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How to Steer Clear of Yeast Infections

HEALTHTRACK - JUL/AUG 97
A SUPPLEMENT TO THE PHYSICIAN AND SPORTSMEDICINE FOR THE WAITING ROOM


A yeast infection can put a bummer on your summer. But simple strategies can help keep you feeling fresh and comfortable.

You're stuck in traffic, as the asphalt radiates wrap-around heat. You're sweltering in your panty hose, and to make matters worse, you have an almost unbearable vaginal itch that began the previous night. Misery is the word, not just from the heat but also from this condition.

What Should I Do?

If you have a white cottage- cheeselike discharge, you probably have a yeast infection or candidiasis, a common vaginal infection caused by a fungus called Candida albicans. This organism flourishes in the vagina's dark, warm, moist environment when the natural, healthy bacterial balance is upset. Disruption of the bacterial balance can follow a recent course of antibiotics, use of oral contraceptives, pregnancy, diabetes, and possibly eating too much sugar, artificial sweeteners, or even milk products.

Other factors can contribute to disruption, too. Tampons and intrauterine devices can irritate the vagina and make it more susceptible to infection, as can feminine hygiene sprays, bubble baths, and excessive douching. Clothing that traps moisture, such as nylon underpants, panty hose, and tight jeans, may contribute to infection. Although candidiasis is not a sexually transmitted disease, sexual activity can precipitate this condition or encourage recurrence.

What Should I Do?

A woman does not necessarily have to consult a doctor to treat a yeast infection. One common home remedy is douching twice a day for 2 or 3 days with a mixture of 1 tablespoon of vinegar in 1 pint of water. In addition, drug stores sell numerous over-the-counter preparations trusted by both patients and physicians. These are usually antifungal ointments used from 3 days to 1 week. Some physicians prescribe oral medications for patients who have yeast infections. Whatever the remedy, avoid intercourse until your symptoms have disappeared, because sexual contact can prolong your infection.

If your vaginal discharge and itching do not improve with self-directed measures, or if you have abdominal pain and cramping or fever and chills, you should consult a physician. An evaluation is important when you have these additional problems because they may mean you have another type of vaginal infection. Your physician can identify your problem more specifically through laboratory tests, such as a microscopic evaluation of vaginal discharge.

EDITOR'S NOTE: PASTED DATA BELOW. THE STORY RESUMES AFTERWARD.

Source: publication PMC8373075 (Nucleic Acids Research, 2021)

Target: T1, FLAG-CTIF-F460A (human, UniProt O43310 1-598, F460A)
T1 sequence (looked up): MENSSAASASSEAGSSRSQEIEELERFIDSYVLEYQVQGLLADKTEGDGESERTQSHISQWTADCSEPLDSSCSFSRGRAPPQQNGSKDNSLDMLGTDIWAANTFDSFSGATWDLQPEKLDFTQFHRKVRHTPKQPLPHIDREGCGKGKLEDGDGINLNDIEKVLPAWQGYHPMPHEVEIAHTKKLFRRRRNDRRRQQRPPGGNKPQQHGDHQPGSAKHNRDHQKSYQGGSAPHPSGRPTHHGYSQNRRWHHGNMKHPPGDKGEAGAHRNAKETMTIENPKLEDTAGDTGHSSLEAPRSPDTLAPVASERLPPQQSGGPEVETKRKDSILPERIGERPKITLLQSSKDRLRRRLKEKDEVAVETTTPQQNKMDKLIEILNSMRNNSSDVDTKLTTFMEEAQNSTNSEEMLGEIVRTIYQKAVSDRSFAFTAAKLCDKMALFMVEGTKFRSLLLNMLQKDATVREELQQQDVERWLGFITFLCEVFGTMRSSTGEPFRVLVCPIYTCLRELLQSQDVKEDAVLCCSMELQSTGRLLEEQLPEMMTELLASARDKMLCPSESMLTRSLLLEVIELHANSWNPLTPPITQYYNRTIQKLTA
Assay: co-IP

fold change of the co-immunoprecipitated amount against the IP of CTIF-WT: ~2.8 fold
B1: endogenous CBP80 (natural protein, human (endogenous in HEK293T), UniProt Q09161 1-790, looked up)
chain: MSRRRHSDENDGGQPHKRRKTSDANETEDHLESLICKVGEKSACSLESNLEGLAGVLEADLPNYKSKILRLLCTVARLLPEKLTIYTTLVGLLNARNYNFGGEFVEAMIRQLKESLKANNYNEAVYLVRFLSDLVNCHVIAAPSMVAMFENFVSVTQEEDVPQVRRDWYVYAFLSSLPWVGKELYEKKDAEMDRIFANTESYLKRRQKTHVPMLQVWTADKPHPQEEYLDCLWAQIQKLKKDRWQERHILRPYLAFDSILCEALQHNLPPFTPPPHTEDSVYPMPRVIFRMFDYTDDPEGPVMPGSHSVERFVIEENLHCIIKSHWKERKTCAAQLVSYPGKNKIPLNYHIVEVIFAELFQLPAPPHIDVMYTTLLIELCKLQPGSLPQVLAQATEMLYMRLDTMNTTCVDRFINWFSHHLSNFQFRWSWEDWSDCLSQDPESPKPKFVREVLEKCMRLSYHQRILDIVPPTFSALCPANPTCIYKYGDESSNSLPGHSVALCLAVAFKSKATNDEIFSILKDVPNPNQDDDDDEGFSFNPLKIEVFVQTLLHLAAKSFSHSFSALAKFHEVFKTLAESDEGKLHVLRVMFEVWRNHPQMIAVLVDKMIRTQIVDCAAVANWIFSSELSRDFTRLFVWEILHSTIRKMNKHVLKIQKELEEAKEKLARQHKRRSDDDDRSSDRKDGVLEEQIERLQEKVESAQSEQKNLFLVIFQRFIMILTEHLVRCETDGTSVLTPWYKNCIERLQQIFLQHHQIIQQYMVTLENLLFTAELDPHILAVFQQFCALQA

Two other vaginal infections are bacterial vaginosis and trichomoniasis, which both produce an unpleasant-smelling, usually gray discharge, but tend to cause less itching than a yeast infection. Your physician will be able to prescribe medications to control the organisms that cause these conditions.

Simple Measures

Some simple measures can help you avoid another infection:

  • Take all medication as directed for as long as the doctor recommends, even if the infection seems to be gone.
  • Avoid frequent douching. If you douche, do so only once a week and use gentle preparations such as 1 tablespoon of vinegar with 1 pint of water.
  • Avoid feminine sprays and powders as well as perfumed soaps and bubble baths.
  • Wear loose-fitting cotton underwear. Avoid tight-fitting girdles, panty hose, and slacks.
  • Use nondeodorized sanitary pads rather than tampons.
  • Change out of sweaty underwear or workout clothes and wet bathing suits promptly.

Such minor changes in habits can help head off a yeast infection, so it doesn't add to the discomfort of a sweltering summer.


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